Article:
Ghee is used in many Indian recipes and is one of the best cooking fats you can find. It does not oxidise when heated, as do most vegetable oils (oxidisation can lead to free-radicals floating round your body – not exactly desirable).
Ghee has marvellous properties and is highly regarded, both as a nutrient and as a preservative for foods and medicines. It is considered, by Ayurveda, to carry the the nutritional components of the food it is cooked with, deep into the body tissues. Ayurveda also considered ghee to be food for the brain and a rejuvenator. Its flavour is quite unique, and it lifts and enhances any dish.
Oil and fats, in general, take quite a bit of digesting and should always be taken in moderation. Ghee is easier to digest than other fats or oils yet, as with other oils and fats, you should still limit the quantity you eat. Just because it is good for you, having more won’t necessarily do you more good. Too much ghee dulls the digestive fire and this can lead to the accumulation of a toxic build-up called Ama. Small amounts of ghee in your diet actually stimulates your digestion.
- Put several blocks of organic unsalted butter in a large heavy-bottomed saucepan – organic butter is best, as the cows will be grass-fed and the butter high in Omega-3 and other essential nutrients.
- When melted, the butter should not fill the pan by more than a half, or it may boil over during cooking.
- Bring the butter to the boil until it is fully melted, and then lower the heat to the minimum so that the butter simmers slowly
- Simmer the liquid gently, stirring occasionally with a wooden spoon to ensure it does not stick to the pan – the slower you cook the melted butter, the better the quality of the resulting Ghee.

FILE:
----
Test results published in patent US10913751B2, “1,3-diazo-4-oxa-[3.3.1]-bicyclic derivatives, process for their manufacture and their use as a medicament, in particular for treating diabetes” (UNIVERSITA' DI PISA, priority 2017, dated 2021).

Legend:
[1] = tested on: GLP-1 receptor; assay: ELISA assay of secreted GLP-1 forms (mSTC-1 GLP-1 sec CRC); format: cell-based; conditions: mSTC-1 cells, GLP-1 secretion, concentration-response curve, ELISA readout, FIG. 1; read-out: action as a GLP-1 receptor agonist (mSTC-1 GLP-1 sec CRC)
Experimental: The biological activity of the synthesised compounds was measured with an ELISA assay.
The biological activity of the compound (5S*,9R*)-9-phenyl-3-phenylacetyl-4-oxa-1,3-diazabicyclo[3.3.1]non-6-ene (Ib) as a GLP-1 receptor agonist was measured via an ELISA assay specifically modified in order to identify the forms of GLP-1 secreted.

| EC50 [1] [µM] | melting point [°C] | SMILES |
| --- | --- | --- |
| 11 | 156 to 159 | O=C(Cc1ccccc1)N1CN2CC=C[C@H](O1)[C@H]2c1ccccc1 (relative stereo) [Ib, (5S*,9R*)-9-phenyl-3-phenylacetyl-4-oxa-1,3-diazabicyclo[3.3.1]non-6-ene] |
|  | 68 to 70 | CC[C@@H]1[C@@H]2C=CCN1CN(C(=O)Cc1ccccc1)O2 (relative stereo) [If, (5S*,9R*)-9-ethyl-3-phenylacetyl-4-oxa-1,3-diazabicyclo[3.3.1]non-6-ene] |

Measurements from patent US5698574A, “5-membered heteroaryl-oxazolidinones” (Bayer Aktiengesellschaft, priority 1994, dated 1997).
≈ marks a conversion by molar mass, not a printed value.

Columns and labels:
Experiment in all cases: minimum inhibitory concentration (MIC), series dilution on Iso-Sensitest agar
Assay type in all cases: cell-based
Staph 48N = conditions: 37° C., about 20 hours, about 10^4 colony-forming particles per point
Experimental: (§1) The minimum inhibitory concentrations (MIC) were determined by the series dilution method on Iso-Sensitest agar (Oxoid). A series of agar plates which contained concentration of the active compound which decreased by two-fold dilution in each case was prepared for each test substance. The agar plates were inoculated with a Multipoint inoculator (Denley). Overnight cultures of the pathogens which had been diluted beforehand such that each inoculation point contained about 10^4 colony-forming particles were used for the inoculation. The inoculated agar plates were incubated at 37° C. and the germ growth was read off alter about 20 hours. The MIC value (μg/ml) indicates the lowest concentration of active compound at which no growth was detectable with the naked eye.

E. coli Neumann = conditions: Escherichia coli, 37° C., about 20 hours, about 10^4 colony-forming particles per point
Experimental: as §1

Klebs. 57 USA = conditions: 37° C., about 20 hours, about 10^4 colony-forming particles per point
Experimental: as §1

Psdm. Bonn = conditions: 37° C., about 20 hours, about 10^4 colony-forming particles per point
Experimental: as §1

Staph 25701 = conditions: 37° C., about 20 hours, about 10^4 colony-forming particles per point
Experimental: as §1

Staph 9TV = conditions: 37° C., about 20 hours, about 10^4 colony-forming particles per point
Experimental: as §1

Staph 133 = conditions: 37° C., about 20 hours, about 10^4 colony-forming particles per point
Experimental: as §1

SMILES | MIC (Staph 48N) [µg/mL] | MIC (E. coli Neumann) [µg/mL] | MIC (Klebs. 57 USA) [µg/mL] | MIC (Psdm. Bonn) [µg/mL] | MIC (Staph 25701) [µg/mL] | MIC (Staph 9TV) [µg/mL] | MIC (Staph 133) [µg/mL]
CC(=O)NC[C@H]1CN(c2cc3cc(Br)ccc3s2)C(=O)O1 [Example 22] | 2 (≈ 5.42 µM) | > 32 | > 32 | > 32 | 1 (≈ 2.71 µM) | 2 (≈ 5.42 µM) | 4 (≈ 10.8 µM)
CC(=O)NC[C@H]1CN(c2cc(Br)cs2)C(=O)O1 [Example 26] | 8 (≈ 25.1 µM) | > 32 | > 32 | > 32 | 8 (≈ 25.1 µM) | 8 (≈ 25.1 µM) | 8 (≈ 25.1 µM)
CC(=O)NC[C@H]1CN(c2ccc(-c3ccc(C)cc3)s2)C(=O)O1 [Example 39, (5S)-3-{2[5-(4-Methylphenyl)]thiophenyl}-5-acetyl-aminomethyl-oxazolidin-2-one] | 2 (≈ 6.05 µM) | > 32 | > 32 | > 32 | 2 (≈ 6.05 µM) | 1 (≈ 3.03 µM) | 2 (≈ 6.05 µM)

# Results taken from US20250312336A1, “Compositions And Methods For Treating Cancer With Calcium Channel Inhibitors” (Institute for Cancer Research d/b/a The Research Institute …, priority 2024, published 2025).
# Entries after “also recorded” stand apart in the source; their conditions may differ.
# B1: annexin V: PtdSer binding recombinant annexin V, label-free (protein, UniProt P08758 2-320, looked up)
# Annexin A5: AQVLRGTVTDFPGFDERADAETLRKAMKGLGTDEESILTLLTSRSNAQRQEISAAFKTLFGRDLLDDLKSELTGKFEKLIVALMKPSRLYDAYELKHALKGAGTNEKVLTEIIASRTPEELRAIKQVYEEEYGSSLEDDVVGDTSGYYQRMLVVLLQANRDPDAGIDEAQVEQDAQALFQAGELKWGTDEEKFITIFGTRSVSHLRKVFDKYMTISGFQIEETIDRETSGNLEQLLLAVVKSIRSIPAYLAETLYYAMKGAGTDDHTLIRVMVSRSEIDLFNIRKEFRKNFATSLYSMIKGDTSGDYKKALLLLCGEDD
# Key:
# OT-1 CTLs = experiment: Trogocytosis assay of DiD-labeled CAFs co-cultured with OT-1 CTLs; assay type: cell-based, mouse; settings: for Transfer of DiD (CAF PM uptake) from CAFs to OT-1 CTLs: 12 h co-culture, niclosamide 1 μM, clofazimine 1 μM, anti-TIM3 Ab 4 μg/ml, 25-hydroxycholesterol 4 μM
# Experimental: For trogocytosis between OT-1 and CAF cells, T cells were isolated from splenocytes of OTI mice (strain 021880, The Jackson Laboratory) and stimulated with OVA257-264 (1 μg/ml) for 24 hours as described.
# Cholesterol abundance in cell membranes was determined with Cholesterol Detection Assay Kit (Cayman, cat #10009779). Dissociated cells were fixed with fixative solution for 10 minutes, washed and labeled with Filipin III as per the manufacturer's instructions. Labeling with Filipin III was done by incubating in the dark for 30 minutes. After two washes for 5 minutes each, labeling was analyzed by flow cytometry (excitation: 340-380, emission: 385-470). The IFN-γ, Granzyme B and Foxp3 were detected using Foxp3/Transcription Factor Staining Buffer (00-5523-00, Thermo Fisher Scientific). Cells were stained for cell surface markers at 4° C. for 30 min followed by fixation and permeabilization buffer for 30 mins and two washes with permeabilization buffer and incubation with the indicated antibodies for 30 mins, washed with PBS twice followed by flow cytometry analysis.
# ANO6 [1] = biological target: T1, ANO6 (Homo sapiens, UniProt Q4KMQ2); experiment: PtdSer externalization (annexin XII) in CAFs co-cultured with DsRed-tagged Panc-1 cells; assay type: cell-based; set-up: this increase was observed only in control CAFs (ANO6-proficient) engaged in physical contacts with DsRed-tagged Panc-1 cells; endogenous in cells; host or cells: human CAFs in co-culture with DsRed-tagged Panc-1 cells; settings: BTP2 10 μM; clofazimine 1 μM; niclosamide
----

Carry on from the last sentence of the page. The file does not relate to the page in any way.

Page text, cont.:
- If you have a cooking thermometer place it in the pan to measure the heat of the butter. Until the water within the butter is completely evaporated, the temperature will remain at slightly above water temperature (100C)
- When all water is completely evaporated away from the liquid, the temperature will suddenly rise to 110C and upwards. Quickly take the pan off the heat at this point, and allow it to cool for a short while.
- If you have no cooking thermometer, you can usually tell when the water has completely evaporated from the butter liquid, as there will be no steam coming up. At this point the surface may appear quite frothy, but the liquid beneath the froth will be clear and browned caramelised milk-solids will appear at the bottom of the pan. This is the time to remove the pan from the heat.
- While the ghee is still hot, filter it through a fine cloth into strong glass jars or earthenware jars.
- Cover the jars with jar lids. In the case of earthenware jars, cover with pieces of cloth or baking paper, and seal with elastic bands.
- The Ghee should be stored away from direct sunlight. It can keep in a cupboard at room temperature for up to one month, and in a fridge for up to three months.
Ideally, ghee should be eaten within a few weeks of making, though it can keep in a fridge for longer and still taste good. Old ghee is said to have medicinal uses and some ghee is kept for hundreds of years to treat certain conditions, but it would probably taste quite awful.
The residue left after filtering has its own nutritional value, though, since it consists of concentrated milk solids, it can be heavy on the digestion. Traditionally it is given to children to eat, as it is highly nutritious and helps build a young body. It can be used when making bread, cakes, biscuits, or added while cooking vegetables. The ghee residue is actually quite tasty when added to soups or stews, but is does have a heavy quality, so better for a lunchtime meal rather than in the evening.
Maharishi Ayurveda Ghee
Sometimes you just don’t have time to make your own ghee, but good quality ghee can be hard to find. Most commercial ghee is non-organic and does not have the Omega-3-rich properties that ghee from grass-fed cows has.
BioAustria organic ghee, from Maharishi Ayurveda Products, is made from organic milk and is processed in the tradition Ayurvedic way to produce the finest ghee available. The milk is supplied by cows that feed on the alpine pastures of Austria.